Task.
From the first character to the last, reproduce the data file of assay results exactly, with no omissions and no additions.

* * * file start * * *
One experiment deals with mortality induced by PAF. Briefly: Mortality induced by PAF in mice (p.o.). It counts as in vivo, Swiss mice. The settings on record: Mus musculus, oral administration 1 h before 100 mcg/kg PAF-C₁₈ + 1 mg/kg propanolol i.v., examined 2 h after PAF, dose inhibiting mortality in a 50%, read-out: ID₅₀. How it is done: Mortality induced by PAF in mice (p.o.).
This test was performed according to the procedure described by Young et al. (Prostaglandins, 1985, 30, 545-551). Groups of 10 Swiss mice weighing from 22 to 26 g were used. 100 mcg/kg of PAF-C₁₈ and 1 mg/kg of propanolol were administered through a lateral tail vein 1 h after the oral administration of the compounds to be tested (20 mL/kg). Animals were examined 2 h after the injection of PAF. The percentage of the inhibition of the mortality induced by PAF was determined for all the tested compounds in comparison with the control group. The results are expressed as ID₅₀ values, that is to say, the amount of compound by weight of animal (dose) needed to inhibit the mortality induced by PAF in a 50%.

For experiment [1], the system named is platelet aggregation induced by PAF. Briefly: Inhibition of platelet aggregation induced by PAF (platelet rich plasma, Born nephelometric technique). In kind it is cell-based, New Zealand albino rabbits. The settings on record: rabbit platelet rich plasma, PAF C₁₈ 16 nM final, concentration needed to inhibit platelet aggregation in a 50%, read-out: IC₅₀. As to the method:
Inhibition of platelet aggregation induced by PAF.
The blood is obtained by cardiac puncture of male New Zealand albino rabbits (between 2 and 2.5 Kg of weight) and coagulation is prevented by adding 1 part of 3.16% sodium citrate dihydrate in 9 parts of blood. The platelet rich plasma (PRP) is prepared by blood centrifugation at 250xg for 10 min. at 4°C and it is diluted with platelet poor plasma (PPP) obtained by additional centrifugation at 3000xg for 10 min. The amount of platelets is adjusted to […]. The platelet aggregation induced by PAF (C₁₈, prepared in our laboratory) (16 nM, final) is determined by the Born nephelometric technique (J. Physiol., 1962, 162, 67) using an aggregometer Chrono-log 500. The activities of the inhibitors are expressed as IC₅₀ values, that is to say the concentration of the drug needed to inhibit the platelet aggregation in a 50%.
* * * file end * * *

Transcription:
One experiment deals with mortality induced by PAF. Briefly: Mortality induced by PAF in mice (p.o.). It counts as in vivo, Swiss mice. The settings on record: Mus musculus, oral administration 1 h before 100 mcg/kg PAF-C₁₈ + 1 mg/kg propanolol i.v., examined 2 h after PAF, dose inhibiting mortality in a 50%, read-out: ID₅₀. How it is done: Mortality induced by PAF in mice (p.o.).
This test was performed according to the procedure described by Young et al. (Prostaglandins, 1985, 30, 545-551). Groups of 10 Swiss mice weighing from 22 to 26 g were used. 100 mcg/kg of PAF-C₁₈ and 1 mg/kg of propanolol were administered through a lateral tail vein 1 h after the oral administration of the compounds to be tested (20 mL/kg). Animals were examined 2 h after the injection of PAF. The percentage of the inhibition of the mortality induced by PAF was determined for all the tested compounds in comparison with the control group. The results are expressed as ID₅₀ values, that is to say, the amount of compound by weight of animal (dose) needed to inhibit the mortality induced by PAF in a 50%.

For experiment [1], the system named is platelet aggregation induced by PAF. Briefly: Inhibition of platelet aggregation induced by PAF (platelet rich plasma, Born nephelometric technique). In kind it is cell-based, New Zealand albino rabbits. The settings on record: rabbit platelet rich plasma, PAF C₁₈ 16 nM final, concentration needed to inhibit platelet aggregation in a 50%, read-out: IC₅₀. As to the method:
Inhibition of platelet aggregation induced by PAF.
The blood is obtained by cardiac puncture of male New Zealand albino rabbits (between 2 and 2.5 Kg of weight) and coagulation is prevented by adding 1 part of 3.16% sodium citrate dihydrate in 9 parts of blood. The platelet rich plasma (PRP) is prepared by blood centrifugation at 250xg for 10 min. at 4°C and it is diluted with platelet poor plasma (PPP) obtained by additional centrifugation at 3000xg for 10 min. The amount of platelets is adjusted to […]. The platelet aggregation induced by PAF (C₁₈, prepared in our laboratory) (16 nM, final) is determined by the Born nephelometric technique (J. Physiol., 1962, 162, 67) using an aggregometer Chrono-log 500. The activities of the inhibitors are expressed as IC₅₀ values, that is to say the concentration of the drug needed to inhibit the platelet aggregation in a 50%.